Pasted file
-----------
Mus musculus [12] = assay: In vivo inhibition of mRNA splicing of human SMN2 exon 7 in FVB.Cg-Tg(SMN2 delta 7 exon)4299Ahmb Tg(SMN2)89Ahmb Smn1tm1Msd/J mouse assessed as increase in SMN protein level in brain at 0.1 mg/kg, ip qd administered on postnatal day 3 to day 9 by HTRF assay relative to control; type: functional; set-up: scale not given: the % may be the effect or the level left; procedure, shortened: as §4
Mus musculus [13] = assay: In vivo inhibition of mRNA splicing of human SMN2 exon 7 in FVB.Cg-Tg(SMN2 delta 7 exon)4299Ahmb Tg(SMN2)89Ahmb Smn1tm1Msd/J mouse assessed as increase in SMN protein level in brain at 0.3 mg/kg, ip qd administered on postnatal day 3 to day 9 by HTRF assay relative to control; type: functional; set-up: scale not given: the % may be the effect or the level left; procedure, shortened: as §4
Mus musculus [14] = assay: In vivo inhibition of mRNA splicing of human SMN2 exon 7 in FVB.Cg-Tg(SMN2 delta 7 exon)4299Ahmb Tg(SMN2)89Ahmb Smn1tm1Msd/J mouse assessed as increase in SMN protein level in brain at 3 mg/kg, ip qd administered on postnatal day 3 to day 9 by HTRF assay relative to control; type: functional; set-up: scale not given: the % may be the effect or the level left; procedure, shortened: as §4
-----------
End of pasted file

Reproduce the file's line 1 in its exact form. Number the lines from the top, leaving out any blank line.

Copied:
Mus musculus [12] = assay: In vivo inhibition of mRNA splicing of human SMN2 exon 7 in FVB.Cg-Tg(SMN2 delta 7 exon)4299Ahmb Tg(SMN2)89Ahmb Smn1tm1Msd/J mouse assessed as increase in SMN protein level in brain at 0.1 mg/kg, ip qd administered on postnatal day 3 to day 9 by HTRF assay relative to control; type: functional; set-up: scale not given: the % may be the effect or the level left; procedure, shortened: as §4